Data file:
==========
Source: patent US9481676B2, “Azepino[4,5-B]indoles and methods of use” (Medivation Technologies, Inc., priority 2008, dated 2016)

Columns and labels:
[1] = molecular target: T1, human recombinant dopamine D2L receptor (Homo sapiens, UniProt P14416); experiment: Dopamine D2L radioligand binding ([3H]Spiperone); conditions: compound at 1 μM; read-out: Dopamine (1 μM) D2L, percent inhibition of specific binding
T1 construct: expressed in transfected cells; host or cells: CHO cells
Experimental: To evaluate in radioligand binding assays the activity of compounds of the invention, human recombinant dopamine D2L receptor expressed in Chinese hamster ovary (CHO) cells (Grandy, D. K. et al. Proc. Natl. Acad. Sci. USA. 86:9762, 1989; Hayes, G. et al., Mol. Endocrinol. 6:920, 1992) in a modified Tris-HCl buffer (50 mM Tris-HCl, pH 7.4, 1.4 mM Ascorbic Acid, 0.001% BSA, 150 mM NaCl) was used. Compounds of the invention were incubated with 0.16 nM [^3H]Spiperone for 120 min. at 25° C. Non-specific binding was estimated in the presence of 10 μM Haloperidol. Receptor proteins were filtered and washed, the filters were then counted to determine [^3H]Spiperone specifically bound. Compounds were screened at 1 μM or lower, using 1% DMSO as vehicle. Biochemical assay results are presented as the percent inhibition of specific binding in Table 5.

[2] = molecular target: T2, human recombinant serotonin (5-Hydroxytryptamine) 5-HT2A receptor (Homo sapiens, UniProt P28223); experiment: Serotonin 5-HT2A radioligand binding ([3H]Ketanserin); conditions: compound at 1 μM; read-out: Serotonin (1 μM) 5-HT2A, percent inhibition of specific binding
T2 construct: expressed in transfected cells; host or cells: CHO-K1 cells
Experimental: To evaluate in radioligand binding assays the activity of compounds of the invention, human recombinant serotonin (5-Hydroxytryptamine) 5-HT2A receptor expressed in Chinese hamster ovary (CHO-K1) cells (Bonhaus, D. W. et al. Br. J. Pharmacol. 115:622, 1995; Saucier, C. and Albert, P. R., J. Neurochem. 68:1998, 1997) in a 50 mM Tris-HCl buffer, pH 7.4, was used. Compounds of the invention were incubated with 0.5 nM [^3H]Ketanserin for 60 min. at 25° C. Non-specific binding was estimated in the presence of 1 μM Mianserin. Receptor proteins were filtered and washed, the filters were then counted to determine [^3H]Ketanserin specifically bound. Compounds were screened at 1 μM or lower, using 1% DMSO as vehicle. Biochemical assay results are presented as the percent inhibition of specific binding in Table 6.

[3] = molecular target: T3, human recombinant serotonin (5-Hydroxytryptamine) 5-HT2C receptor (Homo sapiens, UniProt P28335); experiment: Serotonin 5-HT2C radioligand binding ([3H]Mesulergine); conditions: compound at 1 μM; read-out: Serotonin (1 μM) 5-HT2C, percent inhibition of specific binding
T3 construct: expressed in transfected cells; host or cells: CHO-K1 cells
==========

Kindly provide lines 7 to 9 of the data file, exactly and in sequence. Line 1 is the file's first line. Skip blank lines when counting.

T2 construct: expressed in transfected cells; host or cells: CHO-K1 cells
Experimental: To evaluate in radioligand binding assays the activity of compounds of the invention, human recombinant serotonin (5-Hydroxytryptamine) 5-HT2A receptor expressed in Chinese hamster ovary (CHO-K1) cells (Bonhaus, D. W. et al. Br. J. Pharmacol. 115:622, 1995; Saucier, C. and Albert, P. R., J. Neurochem. 68:1998, 1997) in a 50 mM Tris-HCl buffer, pH 7.4, was used. Compounds of the invention were incubated with 0.5 nM [^3H]Ketanserin for 60 min. at 25° C. Non-specific binding was estimated in the presence of 1 μM Mianserin. Receptor proteins were filtered and washed, the filters were then counted to determine [^3H]Ketanserin specifically bound. Compounds were screened at 1 μM or lower, using 1% DMSO as vehicle. Biochemical assay results are presented as the percent inhibition of specific binding in Table 6.

[3] = molecular target: T3, human recombinant serotonin (5-Hydroxytryptamine) 5-HT2C receptor (Homo sapiens, UniProt P28335); experiment: Serotonin 5-HT2C radioligand binding ([3H]Mesulergine); conditions: compound at 1 μM; read-out: Serotonin (1 μM) 5-HT2C, percent inhibition of specific binding